The last type of SimpleDB request is a Query: "Tell me the names of items matching the following criteria". Here SimpleDB might actually be measuring machine utilization -- but I doubt it. More likely, the formula just happens to be sufficiently complicated that I haven't been able to work it out. What I can say is that a Query of the form [ 'foo' = 'bar' ] -- that is, "Tell me the names of the items which have the value 'bar' associated with the attribute 'foo'" -- costs 0.0000140000 + 0.0000000080 N hours, where N is the number of matching items; and that even for the more complicated queries which I tried, the cost was always a multiple of 0.0000000040 hours.
Now, there are a lot of odd-looking numbers here -- the variable costs are all small multiples of a tenth of a nano-hour, and the overhead cost of a Query is 14 micro-hours, but the others look rather strange. Convert them to seconds and apply rational reconstruction, however, and they make a bit more sense:
- 0.0055590278 hours = 4803 / 240 seconds.
- 0.0000071759 hours = (31/5) / 240 seconds.
- 0.0000219907 hours = 19 / 240 seconds.
- 0.0000093202 hours = (153/19) / 240 seconds.
Putting this all together, here's what SimpleDB requests cost (at least right now); μ$ means millionths of a dollar (or dollars per million requests):
|Request Type||BoxUsage (hours)||BoxUsage (seconds)||Overhead Cost (μ$)||Variable Cost (μ$)|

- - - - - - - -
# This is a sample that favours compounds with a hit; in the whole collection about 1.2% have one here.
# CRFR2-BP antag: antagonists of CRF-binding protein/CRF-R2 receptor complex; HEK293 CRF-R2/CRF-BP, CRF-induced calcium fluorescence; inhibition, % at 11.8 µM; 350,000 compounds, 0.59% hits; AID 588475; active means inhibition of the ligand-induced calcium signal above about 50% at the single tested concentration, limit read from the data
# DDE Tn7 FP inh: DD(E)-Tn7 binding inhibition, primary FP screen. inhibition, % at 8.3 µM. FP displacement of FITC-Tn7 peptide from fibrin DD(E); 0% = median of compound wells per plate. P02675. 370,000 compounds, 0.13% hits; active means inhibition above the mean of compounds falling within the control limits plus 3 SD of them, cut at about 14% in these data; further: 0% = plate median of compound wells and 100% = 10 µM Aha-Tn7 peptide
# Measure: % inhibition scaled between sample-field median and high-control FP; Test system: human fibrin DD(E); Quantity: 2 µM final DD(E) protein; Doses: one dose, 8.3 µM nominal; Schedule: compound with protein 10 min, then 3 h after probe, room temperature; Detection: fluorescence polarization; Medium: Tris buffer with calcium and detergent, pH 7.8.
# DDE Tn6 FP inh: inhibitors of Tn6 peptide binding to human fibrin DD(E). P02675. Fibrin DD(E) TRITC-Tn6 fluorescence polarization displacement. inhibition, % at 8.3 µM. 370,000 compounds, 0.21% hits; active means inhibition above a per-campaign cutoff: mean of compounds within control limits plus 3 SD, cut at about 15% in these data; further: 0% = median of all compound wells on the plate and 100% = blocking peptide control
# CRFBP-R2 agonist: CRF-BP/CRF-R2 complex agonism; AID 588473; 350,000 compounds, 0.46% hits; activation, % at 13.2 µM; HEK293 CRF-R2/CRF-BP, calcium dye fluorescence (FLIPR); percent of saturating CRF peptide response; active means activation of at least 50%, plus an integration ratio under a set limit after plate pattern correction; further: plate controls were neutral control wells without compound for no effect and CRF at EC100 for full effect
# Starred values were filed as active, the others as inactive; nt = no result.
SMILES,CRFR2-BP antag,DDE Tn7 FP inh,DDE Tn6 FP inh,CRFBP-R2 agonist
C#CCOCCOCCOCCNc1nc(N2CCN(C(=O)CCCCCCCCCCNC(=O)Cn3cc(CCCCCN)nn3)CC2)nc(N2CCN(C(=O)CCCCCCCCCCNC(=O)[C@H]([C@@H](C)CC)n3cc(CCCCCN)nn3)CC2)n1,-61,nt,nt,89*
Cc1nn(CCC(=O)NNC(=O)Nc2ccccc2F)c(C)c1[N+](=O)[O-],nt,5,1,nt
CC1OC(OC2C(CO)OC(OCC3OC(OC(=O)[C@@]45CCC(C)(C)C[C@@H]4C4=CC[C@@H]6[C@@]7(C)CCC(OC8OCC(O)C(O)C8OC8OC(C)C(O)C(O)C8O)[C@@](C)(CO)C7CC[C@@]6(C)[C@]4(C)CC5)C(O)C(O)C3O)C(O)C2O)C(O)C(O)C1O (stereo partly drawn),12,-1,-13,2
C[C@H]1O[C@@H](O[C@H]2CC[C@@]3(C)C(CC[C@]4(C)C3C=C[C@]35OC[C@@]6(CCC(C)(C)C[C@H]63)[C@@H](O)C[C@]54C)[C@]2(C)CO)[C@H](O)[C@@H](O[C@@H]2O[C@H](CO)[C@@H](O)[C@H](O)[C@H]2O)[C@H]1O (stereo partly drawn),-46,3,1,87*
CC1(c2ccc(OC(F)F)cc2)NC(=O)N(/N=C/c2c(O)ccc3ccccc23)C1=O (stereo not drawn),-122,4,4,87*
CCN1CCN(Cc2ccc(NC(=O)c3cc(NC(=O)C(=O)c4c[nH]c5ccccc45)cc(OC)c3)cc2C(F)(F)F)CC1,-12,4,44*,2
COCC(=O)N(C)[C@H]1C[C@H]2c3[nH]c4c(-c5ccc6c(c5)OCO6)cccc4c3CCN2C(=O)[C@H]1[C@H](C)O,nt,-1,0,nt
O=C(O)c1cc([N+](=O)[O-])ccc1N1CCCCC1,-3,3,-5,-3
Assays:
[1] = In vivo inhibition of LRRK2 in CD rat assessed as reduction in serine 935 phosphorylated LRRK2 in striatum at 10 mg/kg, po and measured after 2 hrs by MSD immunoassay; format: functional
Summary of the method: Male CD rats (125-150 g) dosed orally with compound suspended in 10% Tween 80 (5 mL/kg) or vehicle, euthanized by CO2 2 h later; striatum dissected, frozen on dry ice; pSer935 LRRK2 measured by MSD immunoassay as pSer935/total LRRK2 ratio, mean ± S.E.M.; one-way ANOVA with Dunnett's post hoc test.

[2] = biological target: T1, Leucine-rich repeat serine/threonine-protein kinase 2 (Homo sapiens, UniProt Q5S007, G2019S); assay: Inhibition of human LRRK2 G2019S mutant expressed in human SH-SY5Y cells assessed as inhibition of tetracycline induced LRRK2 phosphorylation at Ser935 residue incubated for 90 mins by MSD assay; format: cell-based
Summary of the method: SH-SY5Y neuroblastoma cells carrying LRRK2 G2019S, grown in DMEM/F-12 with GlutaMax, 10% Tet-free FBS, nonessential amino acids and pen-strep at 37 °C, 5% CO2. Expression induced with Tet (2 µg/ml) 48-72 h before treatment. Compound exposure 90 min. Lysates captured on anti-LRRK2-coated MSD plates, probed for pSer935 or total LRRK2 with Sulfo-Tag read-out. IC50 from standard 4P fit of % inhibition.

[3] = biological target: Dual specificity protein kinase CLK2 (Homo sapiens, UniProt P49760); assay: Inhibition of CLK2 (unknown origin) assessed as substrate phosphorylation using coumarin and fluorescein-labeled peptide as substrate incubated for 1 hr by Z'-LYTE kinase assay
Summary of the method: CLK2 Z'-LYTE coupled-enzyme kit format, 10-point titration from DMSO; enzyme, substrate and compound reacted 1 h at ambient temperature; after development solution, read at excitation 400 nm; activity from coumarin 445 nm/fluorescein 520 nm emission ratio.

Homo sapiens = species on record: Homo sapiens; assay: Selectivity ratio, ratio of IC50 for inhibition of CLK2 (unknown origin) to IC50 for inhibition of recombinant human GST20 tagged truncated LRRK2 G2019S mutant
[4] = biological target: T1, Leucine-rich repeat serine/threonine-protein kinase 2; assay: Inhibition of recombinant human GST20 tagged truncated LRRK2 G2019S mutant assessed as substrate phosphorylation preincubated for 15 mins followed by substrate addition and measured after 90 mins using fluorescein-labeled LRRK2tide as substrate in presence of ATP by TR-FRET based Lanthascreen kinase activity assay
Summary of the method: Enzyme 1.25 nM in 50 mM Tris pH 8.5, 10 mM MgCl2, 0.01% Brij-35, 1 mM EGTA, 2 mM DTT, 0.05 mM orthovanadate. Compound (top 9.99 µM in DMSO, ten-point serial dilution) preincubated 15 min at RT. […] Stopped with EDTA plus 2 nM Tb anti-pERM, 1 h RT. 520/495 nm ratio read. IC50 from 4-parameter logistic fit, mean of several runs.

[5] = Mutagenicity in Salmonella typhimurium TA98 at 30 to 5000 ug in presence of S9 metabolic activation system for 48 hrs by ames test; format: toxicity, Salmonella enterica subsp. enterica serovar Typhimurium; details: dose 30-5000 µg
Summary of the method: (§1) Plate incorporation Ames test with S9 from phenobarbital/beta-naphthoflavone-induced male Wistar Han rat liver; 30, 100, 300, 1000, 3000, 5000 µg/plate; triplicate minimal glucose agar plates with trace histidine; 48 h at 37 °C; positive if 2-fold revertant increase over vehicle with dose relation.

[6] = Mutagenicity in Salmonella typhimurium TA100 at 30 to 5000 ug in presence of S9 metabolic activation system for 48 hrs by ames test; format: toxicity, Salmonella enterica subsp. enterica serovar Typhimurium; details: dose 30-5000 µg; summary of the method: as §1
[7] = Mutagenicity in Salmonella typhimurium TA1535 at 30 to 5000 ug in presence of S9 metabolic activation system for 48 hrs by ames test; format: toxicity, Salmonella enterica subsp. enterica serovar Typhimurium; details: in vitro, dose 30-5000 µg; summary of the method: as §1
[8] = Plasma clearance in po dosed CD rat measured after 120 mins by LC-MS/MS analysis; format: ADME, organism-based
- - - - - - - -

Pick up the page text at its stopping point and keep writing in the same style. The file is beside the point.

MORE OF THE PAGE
|0.0055590278||4803 / 240||778.264|
|ListDomains||0.0000071759||(6 + 1/5) / 240||1.005|
PutAttributes (N attributes specified)|
DeleteAttributes (N attributes specified)
|0.0000219907 + 0.0000000002 N^3||19 / 240 + 0.00000072 N^3||3.079||0.000028 N^3|
|GetAttributes (N values returned)||0.0000093202 + 0.0000000020 N^2||(8 + 1/19) / 240 + 0.00000720 N^2||1.305||0.000280 N^2|
|Query (N items returned)||0.0000140000 + 0.0000000080 N or more||0.0504 + 0.00002880 N or more||1.960||0.001120 N or more|
What can we conclude from this? First, if you want to Put 53 or more attributes associated with a single item, it's cheaper to use two or more requests due to the bizarre cubic cost formula. Second, if you want to Get attributes and expect to have more than 97 values returned, it's cheaper to make two requests, each of which asks for a subset of the attributes. Third, if you have an item with only one attribute, and your read:write ratio is more than 22:1, it's cheaper to use S3 instead of SimpleDB -- even ignoring the storage cost -- since S3's 1 μ$ per GET is cheaper than SimpleDB's 1.305 μ$ per GetAttributes request. Fourth, someone at Amazon was smoking something interesting, since there's no way that a PutAttributes call should have a cost which is cubic in the number of attributes being stored.
And finally, given that all of these costs are repeatable down to a fraction of a microsecond: Someone at Amazon may well have determined that these formulas provide good estimates of the amount of machine capacity needed to service requests; but these are most definitely not measurements of anything.